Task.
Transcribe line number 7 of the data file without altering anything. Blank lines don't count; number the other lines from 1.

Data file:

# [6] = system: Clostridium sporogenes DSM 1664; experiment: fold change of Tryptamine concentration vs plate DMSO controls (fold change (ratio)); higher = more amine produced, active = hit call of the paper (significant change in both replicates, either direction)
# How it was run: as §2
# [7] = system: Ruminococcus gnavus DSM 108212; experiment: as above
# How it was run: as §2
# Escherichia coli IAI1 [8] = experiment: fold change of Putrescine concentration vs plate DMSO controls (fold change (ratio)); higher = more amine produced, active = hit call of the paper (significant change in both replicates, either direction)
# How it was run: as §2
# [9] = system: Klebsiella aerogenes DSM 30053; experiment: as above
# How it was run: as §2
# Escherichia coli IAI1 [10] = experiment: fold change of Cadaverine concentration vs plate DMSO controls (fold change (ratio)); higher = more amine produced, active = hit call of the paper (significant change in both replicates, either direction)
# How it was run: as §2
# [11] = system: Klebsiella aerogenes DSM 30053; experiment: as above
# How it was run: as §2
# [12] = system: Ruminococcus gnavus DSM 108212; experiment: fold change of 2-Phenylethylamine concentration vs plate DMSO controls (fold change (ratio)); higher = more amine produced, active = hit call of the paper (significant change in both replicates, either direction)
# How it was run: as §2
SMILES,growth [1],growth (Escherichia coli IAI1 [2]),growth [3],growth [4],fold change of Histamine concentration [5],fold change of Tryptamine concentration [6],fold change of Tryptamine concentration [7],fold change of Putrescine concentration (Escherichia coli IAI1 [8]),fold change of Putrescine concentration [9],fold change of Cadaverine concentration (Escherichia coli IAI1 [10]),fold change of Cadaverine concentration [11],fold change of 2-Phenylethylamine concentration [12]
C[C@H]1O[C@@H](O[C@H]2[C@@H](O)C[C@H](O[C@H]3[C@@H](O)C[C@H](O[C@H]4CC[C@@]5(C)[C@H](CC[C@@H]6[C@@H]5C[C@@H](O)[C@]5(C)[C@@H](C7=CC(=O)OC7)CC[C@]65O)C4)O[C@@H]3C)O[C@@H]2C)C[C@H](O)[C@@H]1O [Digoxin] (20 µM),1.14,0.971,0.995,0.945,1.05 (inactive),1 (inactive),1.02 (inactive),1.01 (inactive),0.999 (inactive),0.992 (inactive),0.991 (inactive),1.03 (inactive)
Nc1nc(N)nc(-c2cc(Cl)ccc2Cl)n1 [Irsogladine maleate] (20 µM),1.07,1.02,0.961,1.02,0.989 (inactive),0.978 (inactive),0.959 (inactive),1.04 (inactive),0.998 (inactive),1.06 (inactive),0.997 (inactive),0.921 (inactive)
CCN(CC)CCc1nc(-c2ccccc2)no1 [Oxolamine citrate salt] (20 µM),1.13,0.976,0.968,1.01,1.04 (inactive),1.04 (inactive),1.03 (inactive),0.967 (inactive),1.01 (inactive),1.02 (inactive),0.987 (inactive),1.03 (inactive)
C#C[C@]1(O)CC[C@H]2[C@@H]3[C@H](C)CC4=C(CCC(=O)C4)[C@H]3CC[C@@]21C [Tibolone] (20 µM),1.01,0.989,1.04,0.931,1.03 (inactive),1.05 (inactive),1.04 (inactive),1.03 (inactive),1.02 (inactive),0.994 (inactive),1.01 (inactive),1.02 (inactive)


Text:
# [9] = system: Klebsiella aerogenes DSM 30053; experiment: as above